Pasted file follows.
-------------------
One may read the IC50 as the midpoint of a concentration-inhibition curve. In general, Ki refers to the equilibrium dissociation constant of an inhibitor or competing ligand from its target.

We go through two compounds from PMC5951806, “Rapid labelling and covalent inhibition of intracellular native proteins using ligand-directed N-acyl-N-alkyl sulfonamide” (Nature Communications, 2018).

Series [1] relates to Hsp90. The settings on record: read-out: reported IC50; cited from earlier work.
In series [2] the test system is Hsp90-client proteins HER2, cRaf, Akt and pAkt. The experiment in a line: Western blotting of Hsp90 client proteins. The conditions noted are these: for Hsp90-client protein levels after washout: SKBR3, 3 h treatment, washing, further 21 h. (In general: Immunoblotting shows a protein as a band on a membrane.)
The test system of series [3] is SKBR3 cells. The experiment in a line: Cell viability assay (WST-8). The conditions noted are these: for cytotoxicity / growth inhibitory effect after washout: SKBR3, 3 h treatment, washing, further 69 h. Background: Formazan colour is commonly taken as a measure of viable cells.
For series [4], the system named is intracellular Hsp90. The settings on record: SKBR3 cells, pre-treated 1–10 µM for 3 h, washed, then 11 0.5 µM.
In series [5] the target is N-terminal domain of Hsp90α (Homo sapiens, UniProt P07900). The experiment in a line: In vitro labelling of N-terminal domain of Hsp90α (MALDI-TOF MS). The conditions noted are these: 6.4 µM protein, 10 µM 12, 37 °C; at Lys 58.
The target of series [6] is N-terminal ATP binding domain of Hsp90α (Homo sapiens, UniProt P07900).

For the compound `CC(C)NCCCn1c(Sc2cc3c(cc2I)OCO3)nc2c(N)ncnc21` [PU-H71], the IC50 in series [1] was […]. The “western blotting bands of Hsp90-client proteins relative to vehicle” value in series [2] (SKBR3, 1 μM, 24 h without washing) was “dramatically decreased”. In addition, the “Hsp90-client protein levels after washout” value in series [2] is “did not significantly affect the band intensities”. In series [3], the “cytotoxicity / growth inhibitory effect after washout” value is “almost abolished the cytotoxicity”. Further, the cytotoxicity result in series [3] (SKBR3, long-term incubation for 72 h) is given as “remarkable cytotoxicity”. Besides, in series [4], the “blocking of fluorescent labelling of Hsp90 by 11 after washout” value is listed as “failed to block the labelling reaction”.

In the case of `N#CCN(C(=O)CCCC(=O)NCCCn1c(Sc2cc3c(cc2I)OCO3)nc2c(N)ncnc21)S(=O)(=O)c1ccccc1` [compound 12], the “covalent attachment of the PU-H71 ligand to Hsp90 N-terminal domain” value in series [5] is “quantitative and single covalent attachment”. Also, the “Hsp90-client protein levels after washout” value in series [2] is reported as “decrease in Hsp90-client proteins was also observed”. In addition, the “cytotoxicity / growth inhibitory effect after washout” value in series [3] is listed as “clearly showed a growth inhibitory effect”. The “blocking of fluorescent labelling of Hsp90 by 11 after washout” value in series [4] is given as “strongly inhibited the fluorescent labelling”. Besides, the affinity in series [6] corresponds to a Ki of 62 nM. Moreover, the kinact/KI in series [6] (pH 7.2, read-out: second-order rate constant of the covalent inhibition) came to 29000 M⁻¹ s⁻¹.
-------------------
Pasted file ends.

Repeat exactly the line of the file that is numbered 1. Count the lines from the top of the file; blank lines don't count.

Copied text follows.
One may read the IC50 as the midpoint of a concentration-inhibition curve. In general, Ki refers to the equilibrium dissociation constant of an inhibitor or competing ligand from its target.